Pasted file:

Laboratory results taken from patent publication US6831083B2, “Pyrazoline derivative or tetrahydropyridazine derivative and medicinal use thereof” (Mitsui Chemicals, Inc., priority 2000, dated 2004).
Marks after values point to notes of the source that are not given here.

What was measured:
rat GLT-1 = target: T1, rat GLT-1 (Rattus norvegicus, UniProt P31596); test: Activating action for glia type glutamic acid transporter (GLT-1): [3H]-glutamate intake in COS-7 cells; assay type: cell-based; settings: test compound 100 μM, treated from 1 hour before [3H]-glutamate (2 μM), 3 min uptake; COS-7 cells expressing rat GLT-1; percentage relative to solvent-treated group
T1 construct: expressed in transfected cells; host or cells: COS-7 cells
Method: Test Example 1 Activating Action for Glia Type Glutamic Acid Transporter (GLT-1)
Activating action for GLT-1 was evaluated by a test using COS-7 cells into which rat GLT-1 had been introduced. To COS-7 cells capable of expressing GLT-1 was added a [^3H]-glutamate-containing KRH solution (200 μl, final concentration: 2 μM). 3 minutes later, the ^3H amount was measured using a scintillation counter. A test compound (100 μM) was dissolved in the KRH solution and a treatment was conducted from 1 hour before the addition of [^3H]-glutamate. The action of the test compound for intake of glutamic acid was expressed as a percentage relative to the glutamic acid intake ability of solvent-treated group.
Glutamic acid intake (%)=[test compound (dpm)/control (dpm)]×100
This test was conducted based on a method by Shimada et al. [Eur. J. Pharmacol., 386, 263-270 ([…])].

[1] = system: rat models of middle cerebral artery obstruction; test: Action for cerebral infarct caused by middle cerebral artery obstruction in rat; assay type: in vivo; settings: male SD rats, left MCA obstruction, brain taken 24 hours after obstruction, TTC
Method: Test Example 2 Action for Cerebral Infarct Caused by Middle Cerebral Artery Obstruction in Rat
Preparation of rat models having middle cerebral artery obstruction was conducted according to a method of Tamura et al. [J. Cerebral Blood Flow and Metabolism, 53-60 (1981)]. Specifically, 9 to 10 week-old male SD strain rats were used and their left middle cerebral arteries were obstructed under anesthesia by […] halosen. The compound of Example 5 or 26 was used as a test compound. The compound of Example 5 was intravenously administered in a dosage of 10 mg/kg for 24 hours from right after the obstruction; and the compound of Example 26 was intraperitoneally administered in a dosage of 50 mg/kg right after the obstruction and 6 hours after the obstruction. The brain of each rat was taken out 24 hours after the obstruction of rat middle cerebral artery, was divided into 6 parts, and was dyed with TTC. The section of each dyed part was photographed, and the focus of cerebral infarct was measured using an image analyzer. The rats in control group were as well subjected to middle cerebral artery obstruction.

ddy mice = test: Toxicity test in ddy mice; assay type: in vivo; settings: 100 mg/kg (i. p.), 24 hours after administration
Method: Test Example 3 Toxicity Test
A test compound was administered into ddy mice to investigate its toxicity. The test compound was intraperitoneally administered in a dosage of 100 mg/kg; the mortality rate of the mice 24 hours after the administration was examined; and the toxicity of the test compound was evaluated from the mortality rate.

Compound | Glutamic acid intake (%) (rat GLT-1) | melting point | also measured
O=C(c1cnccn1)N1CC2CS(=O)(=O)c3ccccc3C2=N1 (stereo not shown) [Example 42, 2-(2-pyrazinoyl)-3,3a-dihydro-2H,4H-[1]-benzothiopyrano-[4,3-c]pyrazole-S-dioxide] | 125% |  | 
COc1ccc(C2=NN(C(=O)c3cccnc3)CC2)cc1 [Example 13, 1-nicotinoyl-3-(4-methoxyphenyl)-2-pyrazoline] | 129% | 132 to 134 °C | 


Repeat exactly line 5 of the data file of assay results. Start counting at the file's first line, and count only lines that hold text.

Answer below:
T1 construct: expressed in transfected cells; host or cells: COS-7 cells